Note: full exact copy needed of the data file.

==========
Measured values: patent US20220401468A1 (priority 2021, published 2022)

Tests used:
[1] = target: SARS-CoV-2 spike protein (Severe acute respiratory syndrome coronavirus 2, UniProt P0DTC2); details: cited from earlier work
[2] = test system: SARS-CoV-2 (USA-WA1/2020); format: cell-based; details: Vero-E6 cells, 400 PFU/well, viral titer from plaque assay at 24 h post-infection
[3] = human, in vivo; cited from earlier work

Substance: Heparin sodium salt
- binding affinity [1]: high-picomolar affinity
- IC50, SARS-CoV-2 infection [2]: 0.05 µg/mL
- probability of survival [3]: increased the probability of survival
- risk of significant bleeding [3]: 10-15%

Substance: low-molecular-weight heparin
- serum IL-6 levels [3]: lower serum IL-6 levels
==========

Measured values: patent US20220401468A1 (priority 2021, published 2022)

Tests used:
[1] = target: SARS-CoV-2 spike protein (Severe acute respiratory syndrome coronavirus 2, UniProt P0DTC2); details: cited from earlier work
[2] = test system: SARS-CoV-2 (USA-WA1/2020); format: cell-based; details: Vero-E6 cells, 400 PFU/well, viral titer from plaque assay at 24 h post-infection
[3] = human, in vivo; cited from earlier work

Substance: Heparin sodium salt
- binding affinity [1]: high-picomolar affinity
- IC50, SARS-CoV-2 infection [2]: 0.05 µg/mL
- probability of survival [3]: increased the probability of survival
- risk of significant bleeding [3]: 10-15%

Substance: low-molecular-weight heparin
- serum IL-6 levels [3]: lower serum IL-6 levels